Thursday, 11 February 2010

Cherie-a Law

Are those God goggles?

It's interesting that the legally inclined don't see anything so much to complain about in this sentencing report; they seem somehow blind to the implicit prejudice in the statement, and concentrate on the bald fact of whether the sentence was in fact more lenient, and if discrimination can be proved. This is how Jiffy @ RD.NET has approached the matter; Jack of Kent will be blogging about this next week on , I think, but he's made his contempt for the complaint pretty clear, along with fellow legal eagle Lucifee here. And there's another legal blogger here who concurs with them.

I think this may be because they don't see the two causes for concern:
  1. That the sentence is lenient because the man was religious, discriminating against the irreligious.
  2. That the judge has said she accepts the defendant's religiosity as a mitigating factor when sentencing. (This will apparently reflect the defence counsel's mitigation, but this context is unknown to all of us at the moment, so we cannot be sure what the judge means here. It may be something as uncontroversial as organising tombolas at the local mosque, or it may be 18 hours a day of praying to God; we just don't know yet.)
They have argued persuasively that there are no grounds for complaint under point 1 -that there is no evidence for discrimination - but have been less forthcoming on point 2. I think Jiffy has conceded there may be an issue here now ("As I have said it was a poor choice of words") but still makes comments like:
Just because one aspect is emphasised as a positive does not logically mean the opposite view is a negative.
...which I think recognises that all sorts of activities are accepted as mitigating, but begs the question of the context again, of which we are all ignorant. A keen Klu Klux Klanner wouldn't be allowed mitigation at a lynching trial, of course, however many get-togethers he'd organised. This is what Terry Anderson is quoted as saying:
We are concerned that Mrs Blair’s remarks indicate that she might have applied a different sentence if the defendant had not been a religious person.
I don't know what the *actual* complaint was, but this statement is clearly valid; by any *normal* interpretation, her remarks indicated that she might have given preferential treatment for the religious, so there's a case to answer. This much is obvious to me, in the absence of clarification. Until then, the complaint cannot be dismissed out of hand.

The clarification will show either that, yes, Judge Booth has been discriminatory or, more likely, her choice of words were unfortunate and inadvisable.

UPDATE: Jack of Kent has now blogged, with some new information; religion wasn't even brought up in mitigation. Stranger and stranger; these comments will need to be clarified by CB, IMO.

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Sunday, 7 February 2010

Should our Laws be Mosaic?

In tonight's Channel 4 documentary The Bible: A History, we were treated to a defence of the Ten Commandments by Ann Widdecombe. It failed spectacularly, as witness after witness pointed out the problems with her thinking.

She ran through some of the history of the old Testament, and the dottiness of the Mitzvot. When confronted with this dottiness, she recognised it as mad, but failed to extend that to the Decalogue.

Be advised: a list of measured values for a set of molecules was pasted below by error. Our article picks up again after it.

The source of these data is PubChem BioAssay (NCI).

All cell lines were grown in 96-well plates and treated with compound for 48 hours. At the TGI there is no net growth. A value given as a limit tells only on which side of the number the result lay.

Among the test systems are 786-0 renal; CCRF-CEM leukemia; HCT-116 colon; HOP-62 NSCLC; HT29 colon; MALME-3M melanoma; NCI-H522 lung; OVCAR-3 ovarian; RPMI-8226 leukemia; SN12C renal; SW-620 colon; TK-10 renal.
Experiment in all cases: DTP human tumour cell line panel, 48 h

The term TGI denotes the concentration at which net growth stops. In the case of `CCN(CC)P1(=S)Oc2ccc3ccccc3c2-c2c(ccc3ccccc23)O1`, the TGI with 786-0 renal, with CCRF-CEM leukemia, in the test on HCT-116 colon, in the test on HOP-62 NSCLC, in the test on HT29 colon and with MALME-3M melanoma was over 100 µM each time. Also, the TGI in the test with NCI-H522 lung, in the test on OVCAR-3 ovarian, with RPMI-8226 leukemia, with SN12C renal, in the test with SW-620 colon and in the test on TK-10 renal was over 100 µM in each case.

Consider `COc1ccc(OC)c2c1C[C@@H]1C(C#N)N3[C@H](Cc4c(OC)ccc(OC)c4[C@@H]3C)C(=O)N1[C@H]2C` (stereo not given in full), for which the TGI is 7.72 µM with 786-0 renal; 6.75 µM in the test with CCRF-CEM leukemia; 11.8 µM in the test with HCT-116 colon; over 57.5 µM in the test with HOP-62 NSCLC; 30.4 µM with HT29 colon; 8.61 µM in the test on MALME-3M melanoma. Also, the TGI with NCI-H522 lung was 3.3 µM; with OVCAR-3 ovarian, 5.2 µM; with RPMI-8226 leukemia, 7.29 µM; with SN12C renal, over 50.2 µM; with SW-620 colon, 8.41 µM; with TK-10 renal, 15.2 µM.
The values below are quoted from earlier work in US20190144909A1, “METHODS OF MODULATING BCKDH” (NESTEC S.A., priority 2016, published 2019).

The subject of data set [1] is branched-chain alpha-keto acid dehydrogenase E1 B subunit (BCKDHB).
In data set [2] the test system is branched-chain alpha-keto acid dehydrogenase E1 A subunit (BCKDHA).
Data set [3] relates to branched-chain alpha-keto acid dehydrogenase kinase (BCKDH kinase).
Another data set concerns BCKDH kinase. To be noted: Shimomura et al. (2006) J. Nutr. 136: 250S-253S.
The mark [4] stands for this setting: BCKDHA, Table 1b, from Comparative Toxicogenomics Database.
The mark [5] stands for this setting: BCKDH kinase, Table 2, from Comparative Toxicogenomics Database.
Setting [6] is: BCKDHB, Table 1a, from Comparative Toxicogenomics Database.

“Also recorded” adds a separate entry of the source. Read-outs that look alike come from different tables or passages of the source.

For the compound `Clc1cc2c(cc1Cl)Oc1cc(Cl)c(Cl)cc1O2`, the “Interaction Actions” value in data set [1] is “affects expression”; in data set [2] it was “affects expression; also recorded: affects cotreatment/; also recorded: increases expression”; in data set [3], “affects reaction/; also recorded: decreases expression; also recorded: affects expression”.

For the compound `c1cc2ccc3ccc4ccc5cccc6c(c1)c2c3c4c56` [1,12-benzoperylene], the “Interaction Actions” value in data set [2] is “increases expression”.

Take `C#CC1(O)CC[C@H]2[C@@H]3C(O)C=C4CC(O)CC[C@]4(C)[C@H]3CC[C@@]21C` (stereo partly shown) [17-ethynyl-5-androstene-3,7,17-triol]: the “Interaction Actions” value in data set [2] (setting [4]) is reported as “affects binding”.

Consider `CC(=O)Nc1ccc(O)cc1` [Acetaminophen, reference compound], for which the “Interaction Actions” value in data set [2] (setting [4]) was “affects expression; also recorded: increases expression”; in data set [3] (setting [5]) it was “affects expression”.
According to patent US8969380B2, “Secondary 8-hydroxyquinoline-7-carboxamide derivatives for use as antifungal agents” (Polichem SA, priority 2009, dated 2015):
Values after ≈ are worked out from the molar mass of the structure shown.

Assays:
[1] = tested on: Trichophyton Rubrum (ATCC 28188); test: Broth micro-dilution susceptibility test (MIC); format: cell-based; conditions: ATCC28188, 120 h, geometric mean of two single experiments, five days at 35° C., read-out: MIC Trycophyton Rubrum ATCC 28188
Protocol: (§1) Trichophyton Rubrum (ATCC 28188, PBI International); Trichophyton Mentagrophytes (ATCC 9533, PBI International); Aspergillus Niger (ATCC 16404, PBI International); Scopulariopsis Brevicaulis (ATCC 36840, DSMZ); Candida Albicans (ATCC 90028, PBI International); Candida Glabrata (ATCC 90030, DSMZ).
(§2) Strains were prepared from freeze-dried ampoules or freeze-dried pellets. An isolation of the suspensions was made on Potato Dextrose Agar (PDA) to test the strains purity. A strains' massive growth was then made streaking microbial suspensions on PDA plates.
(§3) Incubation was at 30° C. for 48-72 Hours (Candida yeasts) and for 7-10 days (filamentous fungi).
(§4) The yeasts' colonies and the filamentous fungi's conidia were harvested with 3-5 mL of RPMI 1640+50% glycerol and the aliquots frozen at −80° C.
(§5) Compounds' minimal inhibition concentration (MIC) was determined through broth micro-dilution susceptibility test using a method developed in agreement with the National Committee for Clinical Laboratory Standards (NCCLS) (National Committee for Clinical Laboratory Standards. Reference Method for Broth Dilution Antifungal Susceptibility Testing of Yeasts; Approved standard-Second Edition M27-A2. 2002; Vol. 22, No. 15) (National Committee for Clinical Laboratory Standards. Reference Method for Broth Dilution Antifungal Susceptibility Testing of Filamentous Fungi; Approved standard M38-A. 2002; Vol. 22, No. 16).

She consulted with a Biblical scholar, Dr Francesca Stavrakopoulou, who pointed out that the 5 books supposedly written by Moses couldn't have been, and, in fact, Moses might not have existed. Further, it was very unlikely the exodus occurred! She pointed out the lack of evidence for such a large scale migration. Ann didn't like this, so asked if the scholar knew there was no exodus, to which she conceded she couldn't discount it completely. So Ann ended by saying "We've heard a suggestion that Moses may not have existed, but when pressed she had to say of course nobody's quite sure!". Disreputable behaviour, to say the least, from Ann.

Some interesting history followed, talking about the domboc, and the Reformation. She exposed her Puritan credentials by praising the antics of John White, one of the first colonists (although he never actually sailed). This man exploited a devastating fire in Dorchester to impose his favoured morality on the population. Not the sort of behaviour I would hold up as exemplary.

She then 'interviewed' Christopher Hitchens and Stephen Fry (recorded after the Westminster debate). Hitchens and Fry lambasted the Commandments for being in part truistic and in part abominable. It's pretty obvious which is which:

You shall have no other gods before me
You shall not make for yourself an idol
You shall not make wrongful use of the name of your God
Remember the Sabbath and keep it holy
Honor your father and mother
You shall not murder
You shall not commit adultery
You shall not steal
You shall not bear false witness against your neighbour
You shall not covet your neighbour's wife
You shall not covet anything that belongs to your neighbour

(I know that's eleven; there's some juggling of the numbers amongst different denominations)

These interviews were clearly heavily edited, and certainly showed Hitchens and Fry to be very irritated by these laws. And why not? The last two are thought crimes. And a clinical psychologist was on hand to tell her that suppression of such innate desires was more damaging than expression of them. Widdecombe's outrage at modern consumerism would be less offensive if she hadn't been a firebrand Tory all her life, an advocate of the free market.

Towards the end, as she recorded a 'to camera' monologue, a pedestrian passed by doing the internationally recognised sign for the mad.

Care in the Community?

This seemed symbolic of poor Ann losing the battle, and possibly her marbles too!

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